The Eagle Owl is a large and powerful bird, smaller than the Golden Eagle but larger than the Snowy Owl. It is sometimes titled the world's largest owl, but so is the Blakiston's Fish Owl, which is slightly bigger on average. The Eagle Owl has a wingspan of 138--200 cm (55--71 in) and measures 58--73 cm (23--29 in) long. Females weigh 1.75-4.2 kg (3.9-9.4 lbs) and males weigh 1.5-3.2 kg (3.3-7 lbs). In comparison, the Barn Owl weighs about 500 grams (1.1 lbs). It mainly feeds on small mammals, but can kill prey up to the size of foxes and young deer (up to 10 kg/22 lb), if taken by surprise. Larger prey (over 3 kg/7 lb) is consumed on the ground which leaves the bird vulnerable (for example to foxes). It is said to be routinely able to swallow a hedgehog whole. The call of the Eagle Owl is a deep resonant "ooh-hu" with emphasis on the first syllable for the male, and a more high-pitched uh-Hu for the female (in German and Hungarian, the name of this bird is "Uhu", the Turkish name is "Puhu", and the Dutch name is "Oehoe"). Each member of an Eagle Owl population can be identified by means of its vocalizations. The size, ear tufts and orange eyes make this a distinctive species. It has a strong direct flight. The ear tufts of males are more upright than those of females. The horned owls are a part of the larger grouping of owls known as the typical owls, Strigidae, which contains most species of owl. The other grouping is the barn owls, Tytonidae. The Eagle Owl is largely nocturnal and is found in mountains and forests with cliffs and rocky areas, usually nesting on cliff ledges. They live for around 20 years although like many other bird species in captivity they can live much longer, perhaps up to 60 years.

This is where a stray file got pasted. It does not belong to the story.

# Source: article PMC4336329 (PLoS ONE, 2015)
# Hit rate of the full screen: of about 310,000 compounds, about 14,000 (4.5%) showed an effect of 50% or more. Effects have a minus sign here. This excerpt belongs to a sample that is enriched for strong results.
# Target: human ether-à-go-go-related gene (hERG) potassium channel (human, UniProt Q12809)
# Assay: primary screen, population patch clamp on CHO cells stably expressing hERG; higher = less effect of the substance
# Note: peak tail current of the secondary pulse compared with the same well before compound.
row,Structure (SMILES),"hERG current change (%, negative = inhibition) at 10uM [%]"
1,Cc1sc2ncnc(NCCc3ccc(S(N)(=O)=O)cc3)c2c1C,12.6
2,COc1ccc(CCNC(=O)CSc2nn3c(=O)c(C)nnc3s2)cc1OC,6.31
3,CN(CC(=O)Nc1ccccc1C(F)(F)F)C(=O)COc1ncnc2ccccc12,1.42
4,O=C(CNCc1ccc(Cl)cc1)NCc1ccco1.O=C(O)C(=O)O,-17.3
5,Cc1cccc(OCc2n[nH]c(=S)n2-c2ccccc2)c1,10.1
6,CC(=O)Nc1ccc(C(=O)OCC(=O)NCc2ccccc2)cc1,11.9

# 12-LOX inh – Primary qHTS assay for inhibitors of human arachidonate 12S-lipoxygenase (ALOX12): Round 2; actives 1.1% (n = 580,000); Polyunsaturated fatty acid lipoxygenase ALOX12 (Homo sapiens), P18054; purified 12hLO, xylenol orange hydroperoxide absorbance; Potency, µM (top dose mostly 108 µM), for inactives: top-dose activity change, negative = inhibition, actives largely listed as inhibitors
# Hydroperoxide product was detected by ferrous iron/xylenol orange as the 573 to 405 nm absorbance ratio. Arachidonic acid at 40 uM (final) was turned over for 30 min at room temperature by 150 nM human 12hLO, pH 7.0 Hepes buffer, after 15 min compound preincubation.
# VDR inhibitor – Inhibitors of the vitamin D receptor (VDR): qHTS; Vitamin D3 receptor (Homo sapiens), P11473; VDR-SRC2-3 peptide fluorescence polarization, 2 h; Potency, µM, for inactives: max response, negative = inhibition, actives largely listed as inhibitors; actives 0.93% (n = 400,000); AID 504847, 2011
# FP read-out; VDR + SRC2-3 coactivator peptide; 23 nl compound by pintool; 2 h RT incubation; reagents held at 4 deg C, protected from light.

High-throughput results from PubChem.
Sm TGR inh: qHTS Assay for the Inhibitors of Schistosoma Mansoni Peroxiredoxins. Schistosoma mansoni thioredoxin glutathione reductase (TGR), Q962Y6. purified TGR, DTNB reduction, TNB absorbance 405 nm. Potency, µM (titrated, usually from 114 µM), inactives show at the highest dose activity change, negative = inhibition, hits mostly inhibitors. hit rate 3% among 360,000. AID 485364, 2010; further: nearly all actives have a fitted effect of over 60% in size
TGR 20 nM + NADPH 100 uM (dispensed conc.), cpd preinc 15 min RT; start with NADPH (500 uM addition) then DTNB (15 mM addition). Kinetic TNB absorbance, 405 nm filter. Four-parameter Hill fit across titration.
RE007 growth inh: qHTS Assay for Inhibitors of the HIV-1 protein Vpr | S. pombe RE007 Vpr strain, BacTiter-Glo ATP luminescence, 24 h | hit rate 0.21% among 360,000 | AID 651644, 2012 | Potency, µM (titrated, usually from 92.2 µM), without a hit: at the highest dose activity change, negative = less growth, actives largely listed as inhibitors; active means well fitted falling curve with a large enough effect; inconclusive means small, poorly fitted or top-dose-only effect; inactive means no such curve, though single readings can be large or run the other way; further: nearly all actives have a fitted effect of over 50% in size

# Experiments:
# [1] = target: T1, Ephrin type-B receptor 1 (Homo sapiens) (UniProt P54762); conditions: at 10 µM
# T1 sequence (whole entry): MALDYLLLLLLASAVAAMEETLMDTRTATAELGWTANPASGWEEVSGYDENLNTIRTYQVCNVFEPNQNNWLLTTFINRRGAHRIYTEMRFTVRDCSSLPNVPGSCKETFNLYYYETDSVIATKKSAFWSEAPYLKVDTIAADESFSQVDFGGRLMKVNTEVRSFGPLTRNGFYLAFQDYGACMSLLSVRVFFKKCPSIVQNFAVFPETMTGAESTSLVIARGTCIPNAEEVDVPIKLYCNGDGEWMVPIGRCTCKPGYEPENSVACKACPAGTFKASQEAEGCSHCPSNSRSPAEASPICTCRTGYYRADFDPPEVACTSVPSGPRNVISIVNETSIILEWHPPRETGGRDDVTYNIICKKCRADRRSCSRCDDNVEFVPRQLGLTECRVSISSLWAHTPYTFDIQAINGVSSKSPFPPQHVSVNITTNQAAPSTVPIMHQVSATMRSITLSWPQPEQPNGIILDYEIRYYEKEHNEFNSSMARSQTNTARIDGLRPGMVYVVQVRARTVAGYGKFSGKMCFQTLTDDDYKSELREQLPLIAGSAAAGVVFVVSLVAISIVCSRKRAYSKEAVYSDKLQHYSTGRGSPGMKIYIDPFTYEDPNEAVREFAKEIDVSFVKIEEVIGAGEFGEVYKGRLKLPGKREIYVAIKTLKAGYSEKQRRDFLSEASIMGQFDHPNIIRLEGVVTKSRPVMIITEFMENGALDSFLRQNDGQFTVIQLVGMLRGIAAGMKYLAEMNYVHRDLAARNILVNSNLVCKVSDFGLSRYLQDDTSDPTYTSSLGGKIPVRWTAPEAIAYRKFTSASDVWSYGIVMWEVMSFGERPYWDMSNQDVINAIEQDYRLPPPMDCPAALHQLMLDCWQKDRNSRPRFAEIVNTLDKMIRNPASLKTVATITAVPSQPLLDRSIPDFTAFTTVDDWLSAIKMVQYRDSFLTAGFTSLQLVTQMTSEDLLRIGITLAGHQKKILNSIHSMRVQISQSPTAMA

Film Duration: 48 min